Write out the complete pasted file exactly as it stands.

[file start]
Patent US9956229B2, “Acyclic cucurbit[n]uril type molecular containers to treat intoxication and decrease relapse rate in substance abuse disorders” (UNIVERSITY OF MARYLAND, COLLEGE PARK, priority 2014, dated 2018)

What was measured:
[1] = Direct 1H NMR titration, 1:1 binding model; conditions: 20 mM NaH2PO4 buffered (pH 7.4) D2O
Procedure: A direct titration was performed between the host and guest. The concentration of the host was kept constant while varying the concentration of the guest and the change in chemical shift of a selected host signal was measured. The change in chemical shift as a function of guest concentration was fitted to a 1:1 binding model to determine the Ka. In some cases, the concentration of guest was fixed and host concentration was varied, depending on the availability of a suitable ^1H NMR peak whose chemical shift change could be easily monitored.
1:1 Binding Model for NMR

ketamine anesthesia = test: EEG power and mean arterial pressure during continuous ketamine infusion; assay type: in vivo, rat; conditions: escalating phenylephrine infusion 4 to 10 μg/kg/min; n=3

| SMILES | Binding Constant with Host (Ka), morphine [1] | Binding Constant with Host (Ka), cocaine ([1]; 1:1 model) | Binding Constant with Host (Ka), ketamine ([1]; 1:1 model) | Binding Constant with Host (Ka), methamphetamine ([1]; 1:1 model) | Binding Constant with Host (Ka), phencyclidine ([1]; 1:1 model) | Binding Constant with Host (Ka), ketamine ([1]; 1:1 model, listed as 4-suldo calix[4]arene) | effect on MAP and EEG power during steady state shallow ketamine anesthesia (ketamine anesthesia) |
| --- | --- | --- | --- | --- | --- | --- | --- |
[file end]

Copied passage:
Patent US9956229B2, “Acyclic cucurbit[n]uril type molecular containers to treat intoxication and decrease relapse rate in substance abuse disorders” (UNIVERSITY OF MARYLAND, COLLEGE PARK, priority 2014, dated 2018)

What was measured:
[1] = Direct 1H NMR titration, 1:1 binding model; conditions: 20 mM NaH2PO4 buffered (pH 7.4) D2O
Procedure: A direct titration was performed between the host and guest. The concentration of the host was kept constant while varying the concentration of the guest and the change in chemical shift of a selected host signal was measured. The change in chemical shift as a function of guest concentration was fitted to a 1:1 binding model to determine the Ka. In some cases, the concentration of guest was fixed and host concentration was varied, depending on the availability of a suitable ^1H NMR peak whose chemical shift change could be easily monitored.
1:1 Binding Model for NMR

ketamine anesthesia = test: EEG power and mean arterial pressure during continuous ketamine infusion; assay type: in vivo, rat; conditions: escalating phenylephrine infusion 4 to 10 μg/kg/min; n=3

| SMILES | Binding Constant with Host (Ka), morphine [1] | Binding Constant with Host (Ka), cocaine ([1]; 1:1 model) | Binding Constant with Host (Ka), ketamine ([1]; 1:1 model) | Binding Constant with Host (Ka), methamphetamine ([1]; 1:1 model) | Binding Constant with Host (Ka), phencyclidine ([1]; 1:1 model) | Binding Constant with Host (Ka), ketamine ([1]; 1:1 model, listed as 4-suldo calix[4]arene) | effect on MAP and EEG power during steady state shallow ketamine anesthesia (ketamine anesthesia) |
| --- | --- | --- | --- | --- | --- | --- | --- |